Listening to music from your computer through external PC speakers is enjoyable. You get to enjoy enhanced sound than what internal speakers offer.
However, it can be quite disappointing to plug in your speakers only to get a noisy sound. It can be worse to get popping or crackling noise in the middle of a video game or movie.
This can destroy your overall listening experience. In case your external PC speakers are making a funny popping or crackling noise, don’t panic. Simply try these fixes and see whether you’ll get a clean sound.
Table of Contents
- 1. Check for a Loose Speaker Cable Connection
- 2. Disable Any Audio Enhancements on Your PC
- 3. Check Equalizer Settings on Your Music Player Software
- 4. Update Your Soundcard Drivers
- 5. Check DPC Latency on Your PC
- 6. Try to Move Your Cellphone Away from the Speakers
- 7. Balance the Volume Level Between Your Computer and the Speakers
- 8. Test the Speakers on Another Computer
1. Check for a Loose Speaker Cable Connection
In case you’ve started playing some music on your PC but there is noise, the first troubleshooting option is to check whether you’ve plugged in the speakers properly. Loose cable connections are a major cause of popping and crackling noise in speakers. Ensure the speaker cable is plugged in your PC firmly and all the way inside. In case the 3.5mm pin is loose, you should try another speaker cable. Also, check whether you’ve plugged the speaker cable into the correct port on your PC.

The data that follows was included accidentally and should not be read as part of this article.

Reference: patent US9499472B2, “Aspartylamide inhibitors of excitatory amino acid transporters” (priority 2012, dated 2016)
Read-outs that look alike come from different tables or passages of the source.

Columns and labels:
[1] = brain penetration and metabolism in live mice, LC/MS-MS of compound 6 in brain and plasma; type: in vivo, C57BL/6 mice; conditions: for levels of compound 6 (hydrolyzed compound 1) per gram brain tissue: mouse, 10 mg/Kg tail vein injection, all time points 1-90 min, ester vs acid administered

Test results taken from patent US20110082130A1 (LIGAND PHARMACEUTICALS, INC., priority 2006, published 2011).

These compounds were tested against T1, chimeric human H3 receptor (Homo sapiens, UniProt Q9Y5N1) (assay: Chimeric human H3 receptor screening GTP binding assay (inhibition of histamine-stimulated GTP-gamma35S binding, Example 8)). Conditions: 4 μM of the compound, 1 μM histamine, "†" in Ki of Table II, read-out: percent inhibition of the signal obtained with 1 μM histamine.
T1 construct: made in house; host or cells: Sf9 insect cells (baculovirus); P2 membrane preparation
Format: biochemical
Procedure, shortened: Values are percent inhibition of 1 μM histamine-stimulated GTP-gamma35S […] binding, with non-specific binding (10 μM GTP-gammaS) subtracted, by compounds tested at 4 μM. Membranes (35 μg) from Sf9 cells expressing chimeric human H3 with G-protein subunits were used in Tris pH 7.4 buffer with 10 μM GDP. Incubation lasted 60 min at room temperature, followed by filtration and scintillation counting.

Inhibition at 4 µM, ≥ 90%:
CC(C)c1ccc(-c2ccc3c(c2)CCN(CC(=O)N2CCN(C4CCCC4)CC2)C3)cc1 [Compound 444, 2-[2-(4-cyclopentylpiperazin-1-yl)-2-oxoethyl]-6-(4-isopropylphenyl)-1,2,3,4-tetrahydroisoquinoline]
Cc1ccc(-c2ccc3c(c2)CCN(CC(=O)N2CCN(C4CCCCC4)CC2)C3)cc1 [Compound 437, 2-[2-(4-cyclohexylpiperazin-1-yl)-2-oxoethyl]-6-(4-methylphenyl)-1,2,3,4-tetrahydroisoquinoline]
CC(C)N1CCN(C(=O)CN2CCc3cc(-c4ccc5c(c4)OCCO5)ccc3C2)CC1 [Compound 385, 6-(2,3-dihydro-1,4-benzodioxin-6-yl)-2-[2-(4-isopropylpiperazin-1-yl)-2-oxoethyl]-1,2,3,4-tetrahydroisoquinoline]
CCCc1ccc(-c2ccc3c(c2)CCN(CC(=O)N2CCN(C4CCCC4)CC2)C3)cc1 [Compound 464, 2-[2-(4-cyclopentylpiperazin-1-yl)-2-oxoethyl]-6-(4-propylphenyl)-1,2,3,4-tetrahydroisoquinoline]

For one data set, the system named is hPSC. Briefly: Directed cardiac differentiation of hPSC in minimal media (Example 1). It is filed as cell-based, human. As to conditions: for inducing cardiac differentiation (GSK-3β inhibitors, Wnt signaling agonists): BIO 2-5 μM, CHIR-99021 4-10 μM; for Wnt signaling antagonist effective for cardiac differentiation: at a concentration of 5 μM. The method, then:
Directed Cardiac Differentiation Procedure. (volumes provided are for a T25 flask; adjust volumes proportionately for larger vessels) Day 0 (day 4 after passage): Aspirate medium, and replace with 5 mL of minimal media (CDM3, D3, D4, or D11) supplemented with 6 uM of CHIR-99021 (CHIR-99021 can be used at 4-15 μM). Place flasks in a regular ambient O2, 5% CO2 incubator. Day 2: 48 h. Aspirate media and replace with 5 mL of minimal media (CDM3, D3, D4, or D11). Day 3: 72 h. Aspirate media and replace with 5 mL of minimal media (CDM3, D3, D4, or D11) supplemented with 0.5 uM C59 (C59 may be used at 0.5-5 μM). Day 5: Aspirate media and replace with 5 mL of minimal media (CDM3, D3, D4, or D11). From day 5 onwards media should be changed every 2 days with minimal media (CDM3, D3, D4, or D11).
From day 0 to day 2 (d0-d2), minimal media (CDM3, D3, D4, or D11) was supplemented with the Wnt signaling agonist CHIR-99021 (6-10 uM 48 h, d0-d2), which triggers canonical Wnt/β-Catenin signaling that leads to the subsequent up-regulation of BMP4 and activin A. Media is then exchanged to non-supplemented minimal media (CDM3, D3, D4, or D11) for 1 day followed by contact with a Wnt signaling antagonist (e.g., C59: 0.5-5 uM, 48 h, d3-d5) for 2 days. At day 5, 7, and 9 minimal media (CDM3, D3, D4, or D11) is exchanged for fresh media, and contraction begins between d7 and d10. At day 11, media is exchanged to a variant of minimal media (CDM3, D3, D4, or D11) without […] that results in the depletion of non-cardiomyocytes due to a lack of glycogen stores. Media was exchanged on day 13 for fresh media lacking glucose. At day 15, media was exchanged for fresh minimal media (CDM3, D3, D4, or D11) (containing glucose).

2. Disable Any Audio Enhancements on Your PC
While audio enhancements are designed to improve audio in computers, sometimes they create audio problems. They’re a common cause of noise in speakers. In case you’ve installed such software, disable it and check whether the noise issue is resolved.
3. Check Equalizer Settings on Your Music Player Software
Unbalanced equalizer settings on your PC music player can create sound problems, including noise. For instance, if you’ve used your EQ to boost the bass beyond what the speakers can handle, they’ll make a crackling or popping noise. Simply reduce bass boost in the EQ software until the noise vanishes.
Also, when using software EQ, you need to equalize preamp and frequency properly. For instance, in case you increase the EQ frequency and fail to lower the preamp, you’ll get distorted sound, and thus noise. For example, whenever you increase the frequency by 5 decibels, also reduce the preamp by 5 decibels and vice versa. This way, you’ll not create distortion.
4. Update Your Soundcard Drivers
Outdated soundcard drivers can cause noise issues in your speakers. Simply update the drivers to fix this issue. For a Windows OS, click start or the windows icon. Once done, type device manager. After that, press enter and select device manager from the results. Then go to the sound category and right-click on the audio device. Then choose the update driver option. Allow your PC to search and update the driver automatically.